Calorie Secrets ads help keep the site free. Learn more
Minimize stress and live a healthier life
Stress, be it in your job or personal life, can wreak havoc on you eating habits. When you are under stress, the balance of hormones in your body can change, leading to cravings, increased appetite or even a lack of appetite. Limited time, energy and motivation can also affect your physiological approach to food, as well as what types of food you eat and when you eat. Changes in weight due to stress vary greatly from person to person deepening on how they respond to stressful situations.
For some of us, the slightest hint of stress in our lives will have us reaching for the nearest chocolate bar; while full ongoing emotionally draining situations can see us plough throw a huge amount of unhealthy food. For others similar anxiety inducing situations can lead to skipping meals and loss of appetite. For this reason, stress in our lives can cause both weight gain or weight loss.
Stress and weight gain
The hormonal influence on weight gain
Stress can have more powerful effects on the human body than is often thought, producing changes in the function of the endocrine system and therefore on the hormones the body produces. Hormonally speaking, there are a number of reasons why stress can cause weight gain. When we are stressed, the body releases adrenalin, in addition to corticotrophin releasing hormone (CRH) and cortisol. This potent mix gives us an instant energy boost and may in fact decrease appetite at first; however, this effect is short lived. This system is a classic fight or flight response, however, in the past when we made have needed to physically fight or run from the cause of the stress, now we often do not expend this energy.
Cortisol is a longer lasting hormone than the other two and is thought to remain at elevated levels long after the cause of the stress has passed with the role of stimulating hunger so that energy consumed during the fight or flight can be replenished. This increase of appetite can lead to an increased intake of food, simply due to hunger, although we have not burnt the extra calories our body thinks we have. High levels of cortisol also tend to result in accumulation of fat around the abdominal area, which is thought to be the most dangerous in terms of increasing risk of heart disease and diabetes.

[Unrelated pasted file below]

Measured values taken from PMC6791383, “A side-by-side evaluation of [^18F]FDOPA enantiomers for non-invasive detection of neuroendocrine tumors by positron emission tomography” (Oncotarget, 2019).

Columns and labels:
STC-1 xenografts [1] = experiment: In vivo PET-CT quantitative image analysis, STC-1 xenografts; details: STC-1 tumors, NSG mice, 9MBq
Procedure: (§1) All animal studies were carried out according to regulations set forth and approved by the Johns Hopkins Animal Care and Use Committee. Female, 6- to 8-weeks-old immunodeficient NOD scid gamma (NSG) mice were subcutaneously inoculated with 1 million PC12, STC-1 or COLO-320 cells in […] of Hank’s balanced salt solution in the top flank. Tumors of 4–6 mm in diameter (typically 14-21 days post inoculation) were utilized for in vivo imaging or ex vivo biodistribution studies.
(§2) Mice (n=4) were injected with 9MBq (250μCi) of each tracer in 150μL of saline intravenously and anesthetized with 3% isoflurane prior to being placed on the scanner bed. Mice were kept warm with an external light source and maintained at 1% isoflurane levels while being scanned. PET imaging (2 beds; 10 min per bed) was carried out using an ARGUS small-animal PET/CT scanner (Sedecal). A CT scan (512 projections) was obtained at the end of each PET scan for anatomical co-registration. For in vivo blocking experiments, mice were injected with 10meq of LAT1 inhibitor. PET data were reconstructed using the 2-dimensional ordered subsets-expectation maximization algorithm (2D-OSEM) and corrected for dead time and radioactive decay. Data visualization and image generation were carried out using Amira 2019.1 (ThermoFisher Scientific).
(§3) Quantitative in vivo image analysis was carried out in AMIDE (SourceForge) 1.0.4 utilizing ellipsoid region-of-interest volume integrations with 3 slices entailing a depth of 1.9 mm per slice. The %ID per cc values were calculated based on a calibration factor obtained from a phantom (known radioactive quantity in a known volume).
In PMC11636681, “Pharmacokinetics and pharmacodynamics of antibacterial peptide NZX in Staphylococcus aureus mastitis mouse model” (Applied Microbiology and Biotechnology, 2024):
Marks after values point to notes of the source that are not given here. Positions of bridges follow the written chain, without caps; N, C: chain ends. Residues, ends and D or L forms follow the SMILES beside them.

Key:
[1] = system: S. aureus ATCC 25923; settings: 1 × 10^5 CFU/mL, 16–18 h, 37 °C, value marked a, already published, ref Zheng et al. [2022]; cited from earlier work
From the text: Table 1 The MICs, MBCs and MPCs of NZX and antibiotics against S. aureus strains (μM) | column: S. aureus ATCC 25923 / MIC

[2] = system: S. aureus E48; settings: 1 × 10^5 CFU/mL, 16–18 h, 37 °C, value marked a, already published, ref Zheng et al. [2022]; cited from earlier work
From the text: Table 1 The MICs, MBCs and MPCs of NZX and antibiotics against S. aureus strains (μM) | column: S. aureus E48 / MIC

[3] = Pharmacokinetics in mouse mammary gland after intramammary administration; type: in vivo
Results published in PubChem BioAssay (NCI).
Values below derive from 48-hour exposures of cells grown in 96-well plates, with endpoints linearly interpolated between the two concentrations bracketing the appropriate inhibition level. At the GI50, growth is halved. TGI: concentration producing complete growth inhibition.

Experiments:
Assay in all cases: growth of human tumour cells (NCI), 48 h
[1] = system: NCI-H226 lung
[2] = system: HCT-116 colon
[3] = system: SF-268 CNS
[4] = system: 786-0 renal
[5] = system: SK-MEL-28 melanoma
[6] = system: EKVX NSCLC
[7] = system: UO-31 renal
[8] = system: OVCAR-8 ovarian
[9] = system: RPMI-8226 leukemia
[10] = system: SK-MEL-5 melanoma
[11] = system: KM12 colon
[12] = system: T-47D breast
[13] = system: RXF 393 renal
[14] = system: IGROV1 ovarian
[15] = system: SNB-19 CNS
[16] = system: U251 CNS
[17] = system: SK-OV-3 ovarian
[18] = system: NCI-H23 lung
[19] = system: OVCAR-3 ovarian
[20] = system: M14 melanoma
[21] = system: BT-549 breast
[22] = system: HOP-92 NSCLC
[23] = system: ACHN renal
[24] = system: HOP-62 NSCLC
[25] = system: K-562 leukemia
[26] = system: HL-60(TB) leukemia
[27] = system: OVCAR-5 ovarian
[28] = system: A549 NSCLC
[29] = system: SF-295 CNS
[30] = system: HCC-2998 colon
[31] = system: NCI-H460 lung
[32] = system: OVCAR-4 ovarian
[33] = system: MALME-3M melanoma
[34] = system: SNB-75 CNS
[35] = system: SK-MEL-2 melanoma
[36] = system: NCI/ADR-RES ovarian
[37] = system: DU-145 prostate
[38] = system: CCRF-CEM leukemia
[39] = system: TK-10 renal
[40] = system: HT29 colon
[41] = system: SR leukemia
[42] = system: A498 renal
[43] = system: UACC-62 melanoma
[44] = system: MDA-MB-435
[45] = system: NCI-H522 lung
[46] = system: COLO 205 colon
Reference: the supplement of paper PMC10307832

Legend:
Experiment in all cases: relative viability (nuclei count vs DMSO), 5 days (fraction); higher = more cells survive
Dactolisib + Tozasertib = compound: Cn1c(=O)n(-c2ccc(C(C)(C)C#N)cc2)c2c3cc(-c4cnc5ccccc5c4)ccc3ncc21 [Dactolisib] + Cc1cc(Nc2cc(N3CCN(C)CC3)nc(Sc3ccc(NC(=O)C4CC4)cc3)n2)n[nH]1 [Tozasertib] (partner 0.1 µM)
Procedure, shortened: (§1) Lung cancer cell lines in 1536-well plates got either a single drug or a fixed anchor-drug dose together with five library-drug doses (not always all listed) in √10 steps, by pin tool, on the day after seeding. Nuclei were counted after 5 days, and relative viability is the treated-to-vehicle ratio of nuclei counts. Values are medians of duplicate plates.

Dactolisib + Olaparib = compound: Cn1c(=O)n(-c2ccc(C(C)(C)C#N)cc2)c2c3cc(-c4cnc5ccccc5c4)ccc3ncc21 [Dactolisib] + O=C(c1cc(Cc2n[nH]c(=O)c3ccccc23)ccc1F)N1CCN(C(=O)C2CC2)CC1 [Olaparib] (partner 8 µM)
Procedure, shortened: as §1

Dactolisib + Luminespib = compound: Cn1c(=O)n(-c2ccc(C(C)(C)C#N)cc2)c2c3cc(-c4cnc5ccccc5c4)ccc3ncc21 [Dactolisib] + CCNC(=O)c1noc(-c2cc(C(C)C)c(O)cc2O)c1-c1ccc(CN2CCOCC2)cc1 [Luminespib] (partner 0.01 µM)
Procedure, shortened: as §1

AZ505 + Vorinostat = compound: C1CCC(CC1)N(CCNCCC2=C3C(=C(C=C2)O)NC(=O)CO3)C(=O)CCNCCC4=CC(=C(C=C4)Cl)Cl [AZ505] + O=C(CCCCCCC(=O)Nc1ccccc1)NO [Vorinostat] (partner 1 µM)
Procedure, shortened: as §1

Ever found yourself lusting after a big bowl of pasta or something sweet when you are under stress? A craving for carbohydrates is a common response to stress hormones, as sugar is the quickest way to replenish muscles that would have been needed in the fight or flight response. Carbohydrates are broken down in the body to form sugar, which can then enter cells. To allow the uptake of sugar from the blood to cells in the body, we need insulin and high levels of blood sugar. These two when taken on a regular basis are known to be a cause of weight gain.
Whilst hormones have some effect on appetite and weight gain in the presence of stressful situations, to some degree the mind can also contribute to the amount and type of food we choose to eat. Carbohydrate craving due to stress may well have been induced originally due to elevated cortisol levels, however if you gave in to these cravings once, the body learns that there is some comfort in eating these types of foods. This in turn may lead to the development of an ongoing behavioural pattern. This can lead to a habit of turning to carbs whenever you are under stress.
To avoid this habit, which can result in weight gain over time, try to find other distractions or releases to alleviate stress instead of food.
The comfort eating gene
Recent research carried out in Israel has suggested the presence of a gene termed ‘The Comfort Eating Gene’. The gene is responsible for the production of a protein called urocortin-C, which is thought to have an effect on the metabolism of fats and carbohydrates in the body. It was suggested that the production of this protein was elevated during times of stress; however, this is speculation at this point as the research was carried out in genetically modified mice and has not been applied to humans as yet.
Bad food choices and lack of time